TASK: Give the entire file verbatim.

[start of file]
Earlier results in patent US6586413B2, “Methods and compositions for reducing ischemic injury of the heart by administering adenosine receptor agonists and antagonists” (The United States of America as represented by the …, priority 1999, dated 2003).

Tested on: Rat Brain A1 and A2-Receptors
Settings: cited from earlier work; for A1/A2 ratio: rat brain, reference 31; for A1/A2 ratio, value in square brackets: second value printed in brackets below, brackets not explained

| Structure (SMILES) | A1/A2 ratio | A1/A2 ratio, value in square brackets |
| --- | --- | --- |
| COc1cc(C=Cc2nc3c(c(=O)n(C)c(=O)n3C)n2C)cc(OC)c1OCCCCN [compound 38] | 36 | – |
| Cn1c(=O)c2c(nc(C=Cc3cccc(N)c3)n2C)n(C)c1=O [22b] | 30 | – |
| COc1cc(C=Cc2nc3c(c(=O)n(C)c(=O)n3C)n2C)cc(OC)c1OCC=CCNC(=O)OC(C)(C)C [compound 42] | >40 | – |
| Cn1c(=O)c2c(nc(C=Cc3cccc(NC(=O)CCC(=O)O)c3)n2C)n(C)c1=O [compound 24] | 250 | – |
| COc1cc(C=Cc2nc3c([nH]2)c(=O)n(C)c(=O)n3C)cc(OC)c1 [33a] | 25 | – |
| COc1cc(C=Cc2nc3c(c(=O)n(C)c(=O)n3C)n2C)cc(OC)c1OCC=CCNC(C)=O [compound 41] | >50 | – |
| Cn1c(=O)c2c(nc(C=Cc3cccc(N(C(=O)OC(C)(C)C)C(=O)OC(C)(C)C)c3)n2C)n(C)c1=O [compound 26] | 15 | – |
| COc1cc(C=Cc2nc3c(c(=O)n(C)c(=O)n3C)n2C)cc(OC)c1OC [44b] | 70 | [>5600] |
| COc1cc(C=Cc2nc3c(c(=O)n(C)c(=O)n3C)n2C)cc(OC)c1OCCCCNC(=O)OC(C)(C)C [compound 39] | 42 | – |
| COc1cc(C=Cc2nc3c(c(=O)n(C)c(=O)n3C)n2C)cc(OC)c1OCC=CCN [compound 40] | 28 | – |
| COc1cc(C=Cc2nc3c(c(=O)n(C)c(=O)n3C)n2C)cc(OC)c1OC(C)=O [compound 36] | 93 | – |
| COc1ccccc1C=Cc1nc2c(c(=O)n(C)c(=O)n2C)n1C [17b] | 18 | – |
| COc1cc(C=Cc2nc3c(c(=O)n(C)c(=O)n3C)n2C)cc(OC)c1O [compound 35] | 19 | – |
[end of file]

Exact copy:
Earlier results in patent US6586413B2, “Methods and compositions for reducing ischemic injury of the heart by administering adenosine receptor agonists and antagonists” (The United States of America as represented by the …, priority 1999, dated 2003).

Tested on: Rat Brain A1 and A2-Receptors
Settings: cited from earlier work; for A1/A2 ratio: rat brain, reference 31; for A1/A2 ratio, value in square brackets: second value printed in brackets below, brackets not explained

| Structure (SMILES) | A1/A2 ratio | A1/A2 ratio, value in square brackets |
| --- | --- | --- |
| COc1cc(C=Cc2nc3c(c(=O)n(C)c(=O)n3C)n2C)cc(OC)c1OCCCCN [compound 38] | 36 | – |
| Cn1c(=O)c2c(nc(C=Cc3cccc(N)c3)n2C)n(C)c1=O [22b] | 30 | – |
| COc1cc(C=Cc2nc3c(c(=O)n(C)c(=O)n3C)n2C)cc(OC)c1OCC=CCNC(=O)OC(C)(C)C [compound 42] | >40 | – |
| Cn1c(=O)c2c(nc(C=Cc3cccc(NC(=O)CCC(=O)O)c3)n2C)n(C)c1=O [compound 24] | 250 | – |
| COc1cc(C=Cc2nc3c([nH]2)c(=O)n(C)c(=O)n3C)cc(OC)c1 [33a] | 25 | – |
| COc1cc(C=Cc2nc3c(c(=O)n(C)c(=O)n3C)n2C)cc(OC)c1OCC=CCNC(C)=O [compound 41] | >50 | – |
| Cn1c(=O)c2c(nc(C=Cc3cccc(N(C(=O)OC(C)(C)C)C(=O)OC(C)(C)C)c3)n2C)n(C)c1=O [compound 26] | 15 | – |
| COc1cc(C=Cc2nc3c(c(=O)n(C)c(=O)n3C)n2C)cc(OC)c1OC [44b] | 70 | [>5600] |
| COc1cc(C=Cc2nc3c(c(=O)n(C)c(=O)n3C)n2C)cc(OC)c1OCCCCNC(=O)OC(C)(C)C [compound 39] | 42 | – |
| COc1cc(C=Cc2nc3c(c(=O)n(C)c(=O)n3C)n2C)cc(OC)c1OCC=CCN [compound 40] | 28 | – |
| COc1cc(C=Cc2nc3c(c(=O)n(C)c(=O)n3C)n2C)cc(OC)c1OC(C)=O [compound 36] | 93 | – |
| COc1ccccc1C=Cc1nc2c(c(=O)n(C)c(=O)n2C)n1C [17b] | 18 | – |
| COc1cc(C=Cc2nc3c(c(=O)n(C)c(=O)n3C)n2C)cc(OC)c1O [compound 35] | 19 | – |